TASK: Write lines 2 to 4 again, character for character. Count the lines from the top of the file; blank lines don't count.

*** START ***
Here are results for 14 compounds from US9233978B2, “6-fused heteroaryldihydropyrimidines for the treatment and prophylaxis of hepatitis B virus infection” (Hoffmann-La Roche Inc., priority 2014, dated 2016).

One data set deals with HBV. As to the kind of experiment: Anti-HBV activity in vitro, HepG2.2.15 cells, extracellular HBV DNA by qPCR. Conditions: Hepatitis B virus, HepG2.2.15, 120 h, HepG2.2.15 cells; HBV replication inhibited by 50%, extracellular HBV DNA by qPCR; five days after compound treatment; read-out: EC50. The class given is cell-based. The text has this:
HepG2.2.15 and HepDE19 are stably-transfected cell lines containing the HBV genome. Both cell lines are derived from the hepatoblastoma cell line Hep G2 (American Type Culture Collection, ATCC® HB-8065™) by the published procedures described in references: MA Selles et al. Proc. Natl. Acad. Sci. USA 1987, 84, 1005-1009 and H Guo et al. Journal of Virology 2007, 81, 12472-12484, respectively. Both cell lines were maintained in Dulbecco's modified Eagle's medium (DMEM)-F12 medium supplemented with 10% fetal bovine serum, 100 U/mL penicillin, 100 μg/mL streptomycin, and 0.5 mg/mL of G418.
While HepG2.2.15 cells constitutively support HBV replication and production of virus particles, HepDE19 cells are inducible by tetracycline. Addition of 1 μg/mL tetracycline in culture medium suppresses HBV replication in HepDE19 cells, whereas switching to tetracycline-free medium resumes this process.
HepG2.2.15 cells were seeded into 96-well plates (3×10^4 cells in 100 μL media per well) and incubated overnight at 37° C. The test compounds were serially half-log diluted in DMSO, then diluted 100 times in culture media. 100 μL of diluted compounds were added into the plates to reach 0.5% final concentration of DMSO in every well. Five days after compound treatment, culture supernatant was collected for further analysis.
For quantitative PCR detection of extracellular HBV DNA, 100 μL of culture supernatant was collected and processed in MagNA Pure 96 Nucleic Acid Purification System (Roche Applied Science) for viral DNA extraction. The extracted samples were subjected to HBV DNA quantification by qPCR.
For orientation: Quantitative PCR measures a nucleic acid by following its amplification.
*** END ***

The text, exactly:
One data set deals with HBV. As to the kind of experiment: Anti-HBV activity in vitro, HepG2.2.15 cells, extracellular HBV DNA by qPCR. Conditions: Hepatitis B virus, HepG2.2.15, 120 h, HepG2.2.15 cells; HBV replication inhibited by 50%, extracellular HBV DNA by qPCR; five days after compound treatment; read-out: EC50. The class given is cell-based. The text has this:
HepG2.2.15 and HepDE19 are stably-transfected cell lines containing the HBV genome. Both cell lines are derived from the hepatoblastoma cell line Hep G2 (American Type Culture Collection, ATCC® HB-8065™) by the published procedures described in references: MA Selles et al. Proc. Natl. Acad. Sci. USA 1987, 84, 1005-1009 and H Guo et al. Journal of Virology 2007, 81, 12472-12484, respectively. Both cell lines were maintained in Dulbecco's modified Eagle's medium (DMEM)-F12 medium supplemented with 10% fetal bovine serum, 100 U/mL penicillin, 100 μg/mL streptomycin, and 0.5 mg/mL of G418.
While HepG2.2.15 cells constitutively support HBV replication and production of virus particles, HepDE19 cells are inducible by tetracycline. Addition of 1 μg/mL tetracycline in culture medium suppresses HBV replication in HepDE19 cells, whereas switching to tetracycline-free medium resumes this process.